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Case Reports   |    
Sacral Foraminal Osteochondroma Causing RadiculopathyA Case Report
Michael Maceroli, MD1; Ravi Ponnappan, MD2; Brandon Shallop, BS2; Alex Vaccaro, MD2; John Abraham, MD2
1 Department of Orthopaedics, University of Rochester, 601 Elmwood Avenue, Rochester, NY 14642
2 Department of Orthopaedics, Rothman Institute, Thomas Jefferson University, 925 Chestnut Street, Philadelphia, PA 19107. E-mail address for J. Abraham: John.Abraham@rothmaninstitute.com
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Investigation performed at the Department of Orthopaedics, Rothman Institute, Thomas Jefferson University, Philadelphia, Pennsylvania



Disclosure: None of the authors received payments or services, either directly or indirectly (i.e., via his or her institution), from a third party in support of any aspect of this work. One or more of the authors, or his or her institution, has had a financial relationship, in the thirty-six months prior to submission of this work, with an entity in the biomedical arena that could be perceived to influence or have the potential to influence what is written in this work. No author has had any other relationships, or has engaged in any other activities, that could be perceived to influence or have the potential to influence what is written in this work. The complete Disclosures of Potential Conflicts of Interest submitted by authors are always provided with the online version of the article.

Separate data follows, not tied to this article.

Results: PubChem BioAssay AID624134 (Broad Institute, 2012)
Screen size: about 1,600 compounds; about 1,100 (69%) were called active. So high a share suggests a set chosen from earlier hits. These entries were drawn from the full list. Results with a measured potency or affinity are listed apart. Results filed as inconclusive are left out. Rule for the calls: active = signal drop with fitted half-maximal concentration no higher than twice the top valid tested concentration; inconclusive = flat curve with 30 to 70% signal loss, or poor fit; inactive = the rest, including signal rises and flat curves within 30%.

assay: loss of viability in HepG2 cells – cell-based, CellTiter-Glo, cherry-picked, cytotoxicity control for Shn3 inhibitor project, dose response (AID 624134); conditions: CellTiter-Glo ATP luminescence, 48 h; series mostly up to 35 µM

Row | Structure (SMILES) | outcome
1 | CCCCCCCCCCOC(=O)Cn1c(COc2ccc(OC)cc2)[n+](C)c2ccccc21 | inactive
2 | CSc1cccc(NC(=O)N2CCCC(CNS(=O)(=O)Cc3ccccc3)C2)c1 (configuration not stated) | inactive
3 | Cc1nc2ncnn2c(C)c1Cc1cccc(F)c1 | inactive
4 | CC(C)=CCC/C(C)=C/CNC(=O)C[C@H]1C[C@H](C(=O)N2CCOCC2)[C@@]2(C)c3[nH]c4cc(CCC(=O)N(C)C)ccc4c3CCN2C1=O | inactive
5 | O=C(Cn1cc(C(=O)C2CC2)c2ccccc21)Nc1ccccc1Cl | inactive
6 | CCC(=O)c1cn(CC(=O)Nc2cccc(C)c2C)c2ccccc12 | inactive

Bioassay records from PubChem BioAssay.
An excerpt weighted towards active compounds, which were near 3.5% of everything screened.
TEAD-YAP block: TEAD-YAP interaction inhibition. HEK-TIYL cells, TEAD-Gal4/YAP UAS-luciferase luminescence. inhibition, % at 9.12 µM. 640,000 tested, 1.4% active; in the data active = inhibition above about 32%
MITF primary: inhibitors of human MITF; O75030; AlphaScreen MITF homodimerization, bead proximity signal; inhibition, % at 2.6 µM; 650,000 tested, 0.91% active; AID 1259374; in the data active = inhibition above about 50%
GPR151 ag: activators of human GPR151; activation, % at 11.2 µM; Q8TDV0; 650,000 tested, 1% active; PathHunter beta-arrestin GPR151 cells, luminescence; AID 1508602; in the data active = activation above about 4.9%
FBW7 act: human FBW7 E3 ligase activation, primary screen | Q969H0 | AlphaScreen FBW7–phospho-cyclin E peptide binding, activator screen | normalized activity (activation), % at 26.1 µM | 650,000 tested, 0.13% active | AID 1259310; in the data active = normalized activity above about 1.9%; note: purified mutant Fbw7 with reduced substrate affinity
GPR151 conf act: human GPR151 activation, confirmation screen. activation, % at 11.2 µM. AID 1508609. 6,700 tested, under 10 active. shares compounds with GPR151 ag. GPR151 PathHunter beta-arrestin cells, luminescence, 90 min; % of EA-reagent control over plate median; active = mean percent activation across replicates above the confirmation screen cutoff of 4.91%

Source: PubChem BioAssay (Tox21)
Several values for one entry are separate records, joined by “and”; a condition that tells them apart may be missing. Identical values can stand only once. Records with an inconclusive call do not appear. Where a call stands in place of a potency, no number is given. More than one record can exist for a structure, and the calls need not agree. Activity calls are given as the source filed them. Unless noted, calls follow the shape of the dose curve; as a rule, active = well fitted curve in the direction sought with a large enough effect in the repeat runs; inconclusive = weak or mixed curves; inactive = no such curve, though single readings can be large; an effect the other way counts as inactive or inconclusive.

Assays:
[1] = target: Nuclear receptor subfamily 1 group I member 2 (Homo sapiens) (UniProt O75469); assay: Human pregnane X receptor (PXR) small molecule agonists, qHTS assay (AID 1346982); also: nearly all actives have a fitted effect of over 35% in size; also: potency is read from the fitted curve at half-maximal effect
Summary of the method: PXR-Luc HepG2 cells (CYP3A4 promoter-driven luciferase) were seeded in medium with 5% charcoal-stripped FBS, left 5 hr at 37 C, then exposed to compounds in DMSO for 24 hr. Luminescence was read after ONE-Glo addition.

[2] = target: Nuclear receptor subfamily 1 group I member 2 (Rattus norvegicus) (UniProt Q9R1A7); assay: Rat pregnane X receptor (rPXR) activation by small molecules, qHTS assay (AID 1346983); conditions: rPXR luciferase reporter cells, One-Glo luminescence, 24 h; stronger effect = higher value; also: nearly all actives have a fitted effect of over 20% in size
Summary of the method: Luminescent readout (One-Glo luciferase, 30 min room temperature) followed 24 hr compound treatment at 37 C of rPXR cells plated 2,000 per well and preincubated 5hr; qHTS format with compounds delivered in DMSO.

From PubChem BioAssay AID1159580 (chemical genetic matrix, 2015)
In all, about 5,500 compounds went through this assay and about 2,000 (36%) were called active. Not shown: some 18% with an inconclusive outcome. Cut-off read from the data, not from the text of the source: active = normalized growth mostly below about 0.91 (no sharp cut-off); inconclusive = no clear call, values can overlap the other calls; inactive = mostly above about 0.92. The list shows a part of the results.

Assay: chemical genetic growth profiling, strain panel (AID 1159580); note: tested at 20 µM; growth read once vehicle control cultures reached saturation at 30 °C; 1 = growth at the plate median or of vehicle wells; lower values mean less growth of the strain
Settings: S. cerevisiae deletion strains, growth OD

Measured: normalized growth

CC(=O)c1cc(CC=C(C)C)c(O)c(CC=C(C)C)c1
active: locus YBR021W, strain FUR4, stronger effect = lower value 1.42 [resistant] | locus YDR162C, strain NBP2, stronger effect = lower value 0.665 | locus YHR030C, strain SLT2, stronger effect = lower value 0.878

Copyright © 2013 by The Journal of Bone and Joint Surgery, Inc.
JBJS Case Connector, 2013 Jul 10;3(3):e70 1-5. doi: 10.2106/JBJS.CC.M.00001
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Extract

Osteochondromas are the most common benign tumor of bone. These tumors are composed of a histologically normal osseous projection and a cartilaginous cap. The lesion is commonly metaphyseal, likely arising from a physis. Clinically, osteochondromas usually present as a painless protrusion or bump. The most common age of presentation is between ten and twenty years of age. These tumors are rarely found in the spinal column1. Only 1% to 4% of primary osteochondromas occur in the spine2,3 and, of these, less than 0.5% originate in the sacrum4.
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    Accreditation Statement
    These activities have been planned and implemented in accordance with the Essential Areas and policies of the Accreditation Council for Continuing Medical Education (ACCME) through the joint sponsorship of the American Academy of Orthopaedic Surgeons and The Journal of Bone and Joint Surgery, Inc. The American Academy of Orthopaedic Surgeons is accredited by the ACCME to provide continuing medical education for physicians.
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